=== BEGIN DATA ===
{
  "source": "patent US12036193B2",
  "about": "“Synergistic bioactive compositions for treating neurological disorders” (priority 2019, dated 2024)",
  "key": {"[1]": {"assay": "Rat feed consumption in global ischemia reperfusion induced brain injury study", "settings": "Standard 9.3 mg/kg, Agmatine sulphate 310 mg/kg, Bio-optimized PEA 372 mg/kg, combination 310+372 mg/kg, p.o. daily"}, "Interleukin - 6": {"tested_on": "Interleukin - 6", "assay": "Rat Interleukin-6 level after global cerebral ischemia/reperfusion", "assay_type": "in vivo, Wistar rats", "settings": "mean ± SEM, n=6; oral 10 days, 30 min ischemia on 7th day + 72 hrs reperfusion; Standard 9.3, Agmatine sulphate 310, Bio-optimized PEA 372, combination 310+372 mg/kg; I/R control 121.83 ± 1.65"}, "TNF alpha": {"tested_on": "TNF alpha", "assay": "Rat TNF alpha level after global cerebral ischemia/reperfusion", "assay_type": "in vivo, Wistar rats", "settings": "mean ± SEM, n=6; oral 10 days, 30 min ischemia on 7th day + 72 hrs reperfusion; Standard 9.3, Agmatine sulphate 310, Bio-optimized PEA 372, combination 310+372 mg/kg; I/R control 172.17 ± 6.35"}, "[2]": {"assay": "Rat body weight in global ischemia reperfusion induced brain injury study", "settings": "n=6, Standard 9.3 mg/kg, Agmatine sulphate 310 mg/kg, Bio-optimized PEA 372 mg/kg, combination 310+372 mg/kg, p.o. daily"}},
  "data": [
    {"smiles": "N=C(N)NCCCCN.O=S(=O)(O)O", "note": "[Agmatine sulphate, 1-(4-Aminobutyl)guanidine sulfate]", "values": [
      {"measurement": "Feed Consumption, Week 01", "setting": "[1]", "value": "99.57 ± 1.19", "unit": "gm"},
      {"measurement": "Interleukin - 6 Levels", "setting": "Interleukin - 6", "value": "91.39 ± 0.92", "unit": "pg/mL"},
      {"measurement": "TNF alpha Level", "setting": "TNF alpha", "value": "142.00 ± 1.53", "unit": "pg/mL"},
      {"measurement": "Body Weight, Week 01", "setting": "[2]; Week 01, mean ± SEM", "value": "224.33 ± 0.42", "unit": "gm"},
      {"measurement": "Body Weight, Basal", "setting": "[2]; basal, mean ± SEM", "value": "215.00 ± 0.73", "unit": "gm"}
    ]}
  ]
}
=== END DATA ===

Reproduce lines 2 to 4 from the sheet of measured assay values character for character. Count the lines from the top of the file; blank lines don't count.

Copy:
  "source": "patent US12036193B2",
  "about": "“Synergistic bioactive compositions for treating neurological disorders” (priority 2019, dated 2024)",
  "key": {"[1]": {"assay": "Rat feed consumption in global ischemia reperfusion induced brain injury study", "settings": "Standard 9.3 mg/kg, Agmatine sulphate 310 mg/kg, Bio-optimized PEA 372 mg/kg, combination 310+372 mg/kg, p.o. daily"}, "Interleukin - 6": {"tested_on": "Interleukin - 6", "assay": "Rat Interleukin-6 level after global cerebral ischemia/reperfusion", "assay_type": "in vivo, Wistar rats", "settings": "mean ± SEM, n=6; oral 10 days, 30 min ischemia on 7th day + 72 hrs reperfusion; Standard 9.3, Agmatine sulphate 310, Bio-optimized PEA 372, combination 310+372 mg/kg; I/R control 121.83 ± 1.65"}, "TNF alpha": {"tested_on": "TNF alpha", "assay": "Rat TNF alpha level after global cerebral ischemia/reperfusion", "assay_type": "in vivo, Wistar rats", "settings": "mean ± SEM, n=6; oral 10 days, 30 min ischemia on 7th day + 72 hrs reperfusion; Standard 9.3, Agmatine sulphate 310, Bio-optimized PEA 372, combination 310+372 mg/kg; I/R control 172.17 ± 6.35"}, "[2]": {"assay": "Rat body weight in global ischemia reperfusion induced brain injury study", "settings": "n=6, Standard 9.3 mg/kg, Agmatine sulphate 310 mg/kg, Bio-optimized PEA 372 mg/kg, combination 310+372 mg/kg, p.o. daily"}},